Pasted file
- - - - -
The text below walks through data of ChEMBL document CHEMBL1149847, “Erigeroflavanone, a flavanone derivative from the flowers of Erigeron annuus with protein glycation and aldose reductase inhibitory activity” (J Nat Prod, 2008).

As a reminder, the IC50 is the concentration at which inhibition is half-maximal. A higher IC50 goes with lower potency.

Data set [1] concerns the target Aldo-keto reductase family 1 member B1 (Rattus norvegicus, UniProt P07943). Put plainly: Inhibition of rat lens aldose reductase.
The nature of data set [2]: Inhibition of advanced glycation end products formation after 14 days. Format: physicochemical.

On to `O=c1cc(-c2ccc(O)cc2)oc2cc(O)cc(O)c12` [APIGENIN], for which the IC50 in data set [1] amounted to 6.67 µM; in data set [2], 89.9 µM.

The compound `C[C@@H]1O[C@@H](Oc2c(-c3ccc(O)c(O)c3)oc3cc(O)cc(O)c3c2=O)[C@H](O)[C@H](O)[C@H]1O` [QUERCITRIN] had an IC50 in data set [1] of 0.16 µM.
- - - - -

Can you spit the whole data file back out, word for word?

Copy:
The text below walks through data of ChEMBL document CHEMBL1149847, “Erigeroflavanone, a flavanone derivative from the flowers of Erigeron annuus with protein glycation and aldose reductase inhibitory activity” (J Nat Prod, 2008).

As a reminder, the IC50 is the concentration at which inhibition is half-maximal. A higher IC50 goes with lower potency.

Data set [1] concerns the target Aldo-keto reductase family 1 member B1 (Rattus norvegicus, UniProt P07943). Put plainly: Inhibition of rat lens aldose reductase.
The nature of data set [2]: Inhibition of advanced glycation end products formation after 14 days. Format: physicochemical.

On to `O=c1cc(-c2ccc(O)cc2)oc2cc(O)cc(O)c12` [APIGENIN], for which the IC50 in data set [1] amounted to 6.67 µM; in data set [2], 89.9 µM.

The compound `C[C@@H]1O[C@@H](Oc2c(-c3ccc(O)c(O)c3)oc3cc(O)cc(O)c3c2=O)[C@H](O)[C@H](O)[C@H]1O` [QUERCITRIN] had an IC50 in data set [1] of 0.16 µM.